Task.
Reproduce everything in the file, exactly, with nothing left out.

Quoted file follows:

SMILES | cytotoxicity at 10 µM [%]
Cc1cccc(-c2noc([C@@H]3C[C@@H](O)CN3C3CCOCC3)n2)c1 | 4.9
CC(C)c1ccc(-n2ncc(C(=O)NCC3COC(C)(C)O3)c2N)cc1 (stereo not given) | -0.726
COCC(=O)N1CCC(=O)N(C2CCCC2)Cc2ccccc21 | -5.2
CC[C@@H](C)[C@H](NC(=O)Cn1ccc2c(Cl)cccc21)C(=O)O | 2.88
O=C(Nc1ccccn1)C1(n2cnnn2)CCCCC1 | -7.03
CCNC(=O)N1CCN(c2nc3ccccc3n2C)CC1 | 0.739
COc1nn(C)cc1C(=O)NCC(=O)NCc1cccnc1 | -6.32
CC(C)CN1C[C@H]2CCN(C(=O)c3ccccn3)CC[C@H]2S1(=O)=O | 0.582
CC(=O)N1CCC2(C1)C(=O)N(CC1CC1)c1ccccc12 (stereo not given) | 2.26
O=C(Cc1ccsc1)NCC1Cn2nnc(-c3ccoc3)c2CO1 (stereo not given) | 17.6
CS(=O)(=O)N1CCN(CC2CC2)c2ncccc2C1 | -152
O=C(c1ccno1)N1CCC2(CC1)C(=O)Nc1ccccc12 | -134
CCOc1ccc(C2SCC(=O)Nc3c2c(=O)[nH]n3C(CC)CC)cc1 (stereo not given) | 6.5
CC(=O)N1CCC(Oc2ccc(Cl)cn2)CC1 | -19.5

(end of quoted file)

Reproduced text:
SMILES | cytotoxicity at 10 µM [%]
Cc1cccc(-c2noc([C@@H]3C[C@@H](O)CN3C3CCOCC3)n2)c1 | 4.9
CC(C)c1ccc(-n2ncc(C(=O)NCC3COC(C)(C)O3)c2N)cc1 (stereo not given) | -0.726
COCC(=O)N1CCC(=O)N(C2CCCC2)Cc2ccccc21 | -5.2
CC[C@@H](C)[C@H](NC(=O)Cn1ccc2c(Cl)cccc21)C(=O)O | 2.88
O=C(Nc1ccccn1)C1(n2cnnn2)CCCCC1 | -7.03
CCNC(=O)N1CCN(c2nc3ccccc3n2C)CC1 | 0.739
COc1nn(C)cc1C(=O)NCC(=O)NCc1cccnc1 | -6.32
CC(C)CN1C[C@H]2CCN(C(=O)c3ccccn3)CC[C@H]2S1(=O)=O | 0.582
CC(=O)N1CCC2(C1)C(=O)N(CC1CC1)c1ccccc12 (stereo not given) | 2.26
O=C(Cc1ccsc1)NCC1Cn2nnc(-c3ccoc3)c2CO1 (stereo not given) | 17.6
CS(=O)(=O)N1CCN(CC2CC2)c2ncccc2C1 | -152
O=C(c1ccno1)N1CCC2(CC1)C(=O)Nc1ccccc12 | -134
CCOc1ccc(C2SCC(=O)Nc3c2c(=O)[nH]n3C(CC)CC)cc1 (stereo not given) | 6.5
CC(=O)N1CCC(Oc2ccc(Cl)cn2)CC1 | -19.5